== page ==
posted by dlugoczaj at 1:59 PM on June 11, 2012 [1 favorite]


I would try The No. 1 Ladies' Detective Agency series. Seems to fit your criteria.
posted by Laura_J at 2:03 PM on June 11, 2012 [2 favorites]


Oryx and Crake, and The Year of the Flood, both by Margaret Atwood. So. Good.
posted by whalebreath at 2:04 PM on June 11, 2012 [1 favorite]


Gail Carriger's Parasol Protectorate series (Souless, Changeless, Blameless, Heartless, Timeless) are a wonderful steampunk fantasy read with a little bit of Austen thrown in (the comedy of manners starts losing to comedy of action pretty soon, but there are still some lovely ironic bits). I cannot recommend the series enough; very re-readable, funny, exciting, with vivid and interesting characters.

I have a particular weakness for Anne Bishop and the Black Jewels series; it's a bit dark & sexy, but the writing is good and I've really grown attached to the characters over time. It also has the best Mary Sue who is Not I've ever run into.

Mercedes Lackey has a couple of new series I've been really enjoying. One is the Elemental Masters Series (The Serpent's Shadow, The Gates of Sleep, Phoenix And Ashes, The Wizard of London, Reserved for the Cat, Unnatural Issue) which is Victorian-times retellings of faerie tales... kind of. Sometimes you really have to squint to see the inspiring faerie tale. They are in the same world but with very little overlap, so you can start anywhere. My fav is the Serpent's Shadow, with Reserved for the Cat a close second.

The Second series is the 500 Kingdoms series (The Fairy Godmother, One Good Knight, Fortune's Fool, The Snow Queen, The Sleeping Beauty, Beauty and the Werewolf). Again, these exist int he same world but are only loosely related; The Fairy Godmother (my favorite) introduces you to the main cross-over characters. My second favorite is The Sleeping Beauty, followed closely by Fortune's Fool. Again, these hinge a lot on fairy tales in a fairy tale world, but are not limited by the fairy tales (and some outright combine them to hilarious effect).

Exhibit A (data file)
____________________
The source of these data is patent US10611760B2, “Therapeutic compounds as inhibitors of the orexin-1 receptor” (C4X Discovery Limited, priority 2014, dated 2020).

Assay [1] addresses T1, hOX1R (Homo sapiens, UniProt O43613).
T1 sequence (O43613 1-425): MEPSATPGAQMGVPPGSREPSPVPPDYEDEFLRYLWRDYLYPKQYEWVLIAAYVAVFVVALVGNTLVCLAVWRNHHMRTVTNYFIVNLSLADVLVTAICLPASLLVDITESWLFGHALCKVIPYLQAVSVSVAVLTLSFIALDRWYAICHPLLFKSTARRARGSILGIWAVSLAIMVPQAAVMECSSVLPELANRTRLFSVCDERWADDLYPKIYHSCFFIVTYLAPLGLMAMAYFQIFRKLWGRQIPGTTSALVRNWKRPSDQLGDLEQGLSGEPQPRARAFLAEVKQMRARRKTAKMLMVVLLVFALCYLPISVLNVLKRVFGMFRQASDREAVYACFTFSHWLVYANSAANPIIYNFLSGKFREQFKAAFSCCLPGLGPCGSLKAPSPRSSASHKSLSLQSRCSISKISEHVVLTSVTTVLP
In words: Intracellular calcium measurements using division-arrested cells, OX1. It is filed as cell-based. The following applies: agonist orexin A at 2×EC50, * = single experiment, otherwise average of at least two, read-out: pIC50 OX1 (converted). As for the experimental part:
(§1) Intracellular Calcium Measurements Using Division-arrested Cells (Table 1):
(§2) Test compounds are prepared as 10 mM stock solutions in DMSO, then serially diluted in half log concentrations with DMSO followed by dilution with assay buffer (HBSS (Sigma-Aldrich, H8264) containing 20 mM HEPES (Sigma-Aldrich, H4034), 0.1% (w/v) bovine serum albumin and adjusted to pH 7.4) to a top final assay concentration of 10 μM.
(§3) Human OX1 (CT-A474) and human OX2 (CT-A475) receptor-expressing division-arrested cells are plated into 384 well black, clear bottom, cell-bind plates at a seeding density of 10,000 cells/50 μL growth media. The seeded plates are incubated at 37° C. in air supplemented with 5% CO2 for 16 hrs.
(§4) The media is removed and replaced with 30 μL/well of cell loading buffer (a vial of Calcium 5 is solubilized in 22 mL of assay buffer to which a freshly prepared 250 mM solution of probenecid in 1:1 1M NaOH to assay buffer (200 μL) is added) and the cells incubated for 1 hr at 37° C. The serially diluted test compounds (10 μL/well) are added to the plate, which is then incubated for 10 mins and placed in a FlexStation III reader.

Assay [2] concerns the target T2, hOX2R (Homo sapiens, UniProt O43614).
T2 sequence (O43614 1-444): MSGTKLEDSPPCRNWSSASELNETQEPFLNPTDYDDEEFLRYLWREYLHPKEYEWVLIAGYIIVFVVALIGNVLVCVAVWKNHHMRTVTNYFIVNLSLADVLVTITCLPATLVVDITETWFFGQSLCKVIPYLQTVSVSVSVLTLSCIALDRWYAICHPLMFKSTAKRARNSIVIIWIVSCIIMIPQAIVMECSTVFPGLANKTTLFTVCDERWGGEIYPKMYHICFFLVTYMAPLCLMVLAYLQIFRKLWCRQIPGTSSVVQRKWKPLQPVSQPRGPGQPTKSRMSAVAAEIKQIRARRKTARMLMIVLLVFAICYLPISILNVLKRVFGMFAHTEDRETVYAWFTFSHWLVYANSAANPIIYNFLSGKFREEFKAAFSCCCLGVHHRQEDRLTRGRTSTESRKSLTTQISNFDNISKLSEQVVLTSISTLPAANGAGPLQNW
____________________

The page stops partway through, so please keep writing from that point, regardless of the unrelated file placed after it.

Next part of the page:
Lackey has a huge historical book record, too; I don't know how many of them would show up on kindle. Some get a bit preachy, but they tend to be breezy, easy books in general, and I have my re-reads from years ago.

Jane Lindskold, Thirteen Orphans and Nine Gates books. Glorious urban fantasy based around Chinese mythology... kinda. Very engaging characters, much more realistic urban reactions (they worry about cops and security systems!), and very complicated plots.

Cold Comfort Farm is an excellent satire, but I'm not sure it's on kindle.
posted by Deoridhe at 2:14 PM on June 11, 2012


I forgot Lynn Flwelling! How could I do that? Luck in the Shadows and Stalking Darkness remain my favorites, but her other books are in the same world. Tends to be very dark in general (war, despair, really nasty magic) but Luck in the Shadows in particular is much more light and all of the books are engaging.

I also love anything Robin McKinley and Patricia A. McKillip write, but I don't know how much you can get on a kindle. If you can get Fool's Run, it is a seriously mindblowing experience and one of my go-too reading books now for years. It improves on re-readings.
posted by Deoridhe at 2:19 PM on June 11, 2012


I've been working my way through the Aloysius Pendergast series, starting with Relic and Reliquary. They are tremendous fun and surprisingly erudite. And fascinatingly plausible. Pendergast is a modern-day Sherlock Holmes, really and truly, without being derivative.